It isn't often that the perennial parental advice, "If you can't say something nice, you shouldn't say it at all" is observed when discussing television. A cottage industry of bloggers and Twitter personalities has risen up around snarking on series that fall short of our gold standard. Few shows have taken the brunt of critical backlash as mercilessly over the last few years as The Newsroom.

Much of the criticism has been well deserved. Aaron Sorkin's singular voice has moved from charming to indulgent since the days of The West Wing. With age, his ability to write the young and the female has grown progressively more out of touch while the country has grown more progressive. His tendency toward the grandiose, while understandable in a White House drama, feels odd and self-important in the Newsroom. Even the few staunch defenders of the show have trouble arguing that Will McAvoy's "mission to civilize" isn't (at least partially) Sorkin's thinly veiled attempt to snipe at everything he finds wrong with society.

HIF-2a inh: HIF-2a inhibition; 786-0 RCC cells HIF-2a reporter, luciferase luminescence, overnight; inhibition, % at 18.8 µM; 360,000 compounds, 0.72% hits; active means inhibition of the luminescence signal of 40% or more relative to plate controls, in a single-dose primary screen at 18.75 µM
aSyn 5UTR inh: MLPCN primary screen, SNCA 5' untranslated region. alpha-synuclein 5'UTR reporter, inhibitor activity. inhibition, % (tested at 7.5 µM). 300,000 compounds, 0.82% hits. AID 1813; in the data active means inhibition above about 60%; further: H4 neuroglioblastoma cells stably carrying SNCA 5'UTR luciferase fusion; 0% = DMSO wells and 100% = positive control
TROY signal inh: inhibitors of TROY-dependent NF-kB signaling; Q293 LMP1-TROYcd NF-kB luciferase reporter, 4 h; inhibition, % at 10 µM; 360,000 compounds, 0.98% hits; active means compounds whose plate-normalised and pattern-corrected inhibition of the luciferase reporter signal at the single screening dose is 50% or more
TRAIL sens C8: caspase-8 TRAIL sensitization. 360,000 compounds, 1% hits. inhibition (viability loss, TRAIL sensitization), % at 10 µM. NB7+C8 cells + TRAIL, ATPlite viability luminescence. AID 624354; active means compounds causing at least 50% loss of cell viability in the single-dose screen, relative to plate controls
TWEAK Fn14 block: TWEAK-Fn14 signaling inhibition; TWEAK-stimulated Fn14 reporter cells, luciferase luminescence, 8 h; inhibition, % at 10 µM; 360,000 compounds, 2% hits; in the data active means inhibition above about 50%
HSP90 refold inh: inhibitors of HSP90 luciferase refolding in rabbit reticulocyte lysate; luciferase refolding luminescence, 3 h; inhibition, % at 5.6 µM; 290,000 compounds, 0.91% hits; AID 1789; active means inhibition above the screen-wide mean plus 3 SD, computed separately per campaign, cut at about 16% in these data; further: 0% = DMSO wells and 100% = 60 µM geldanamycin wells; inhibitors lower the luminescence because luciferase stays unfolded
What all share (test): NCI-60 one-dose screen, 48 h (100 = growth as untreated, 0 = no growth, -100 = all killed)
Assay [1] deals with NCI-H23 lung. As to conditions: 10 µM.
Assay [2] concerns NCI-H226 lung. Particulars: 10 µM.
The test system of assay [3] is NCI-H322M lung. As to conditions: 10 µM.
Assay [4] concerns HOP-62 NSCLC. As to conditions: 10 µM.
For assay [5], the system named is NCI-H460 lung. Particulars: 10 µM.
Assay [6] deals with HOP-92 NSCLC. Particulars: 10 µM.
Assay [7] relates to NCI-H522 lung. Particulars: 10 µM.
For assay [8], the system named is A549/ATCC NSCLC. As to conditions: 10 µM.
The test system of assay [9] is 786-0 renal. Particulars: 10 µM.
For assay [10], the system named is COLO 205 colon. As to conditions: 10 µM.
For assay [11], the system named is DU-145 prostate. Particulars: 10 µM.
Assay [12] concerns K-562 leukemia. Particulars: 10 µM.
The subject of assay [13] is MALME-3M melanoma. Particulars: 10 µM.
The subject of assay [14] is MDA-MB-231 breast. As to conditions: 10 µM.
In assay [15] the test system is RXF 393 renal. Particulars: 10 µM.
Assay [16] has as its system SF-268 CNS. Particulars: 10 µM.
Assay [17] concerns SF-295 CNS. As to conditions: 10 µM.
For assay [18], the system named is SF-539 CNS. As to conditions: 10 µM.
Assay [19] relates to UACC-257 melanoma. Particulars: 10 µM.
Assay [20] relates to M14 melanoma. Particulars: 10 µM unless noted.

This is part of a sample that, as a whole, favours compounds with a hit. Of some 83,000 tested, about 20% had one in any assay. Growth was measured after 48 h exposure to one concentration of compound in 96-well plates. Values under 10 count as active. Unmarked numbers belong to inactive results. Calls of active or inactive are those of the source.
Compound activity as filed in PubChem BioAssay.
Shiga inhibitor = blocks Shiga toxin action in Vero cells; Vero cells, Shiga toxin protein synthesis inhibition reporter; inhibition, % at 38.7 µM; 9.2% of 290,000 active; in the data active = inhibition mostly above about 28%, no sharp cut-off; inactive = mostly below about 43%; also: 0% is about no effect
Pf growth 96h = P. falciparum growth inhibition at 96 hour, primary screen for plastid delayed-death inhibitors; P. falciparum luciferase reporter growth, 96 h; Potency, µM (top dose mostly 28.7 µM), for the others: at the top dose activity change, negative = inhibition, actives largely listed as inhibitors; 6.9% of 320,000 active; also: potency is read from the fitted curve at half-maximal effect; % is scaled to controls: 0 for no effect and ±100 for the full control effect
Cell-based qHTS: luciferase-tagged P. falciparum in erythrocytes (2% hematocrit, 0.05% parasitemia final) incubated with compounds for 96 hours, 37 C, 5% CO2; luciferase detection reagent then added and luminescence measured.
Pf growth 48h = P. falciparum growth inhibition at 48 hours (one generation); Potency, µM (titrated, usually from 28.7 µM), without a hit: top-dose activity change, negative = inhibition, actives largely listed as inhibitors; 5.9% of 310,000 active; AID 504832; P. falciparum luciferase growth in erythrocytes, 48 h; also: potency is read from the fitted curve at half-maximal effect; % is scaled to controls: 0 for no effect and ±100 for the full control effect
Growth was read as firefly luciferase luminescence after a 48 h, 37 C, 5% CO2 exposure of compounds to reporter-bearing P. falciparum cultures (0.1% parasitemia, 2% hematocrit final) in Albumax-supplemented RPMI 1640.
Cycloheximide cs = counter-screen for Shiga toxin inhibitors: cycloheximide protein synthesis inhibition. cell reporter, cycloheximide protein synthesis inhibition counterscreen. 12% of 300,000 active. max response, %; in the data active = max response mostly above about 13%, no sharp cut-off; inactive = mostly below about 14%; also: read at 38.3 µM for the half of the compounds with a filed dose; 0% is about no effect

While Sorkin believed he was writing this: 

Far too often, the show has come off like this:

Soon, we won't have Aaron Sorkin and his surrogate to bat around anymore. No longer will we be able to make fun of the show that never seemed to realize that hindsight is 20/20.  HBO has given a final six-episode mercy killing to the series that has launched a thousand hilarious recaps. Before we send The Newsroom and its mission to civilize off to Valhalla on a burning pyre of scathing Twitter takedowns, let's prepare for the third and final season, which airs tonight, in as civilized as way as possible. Why? Because, damn it, that's how Will McAvoy would have wanted it. Here is Everything Nice I Can Say About The Newsroom.

Brenden Gallagher is a contributing writer. He tweets here.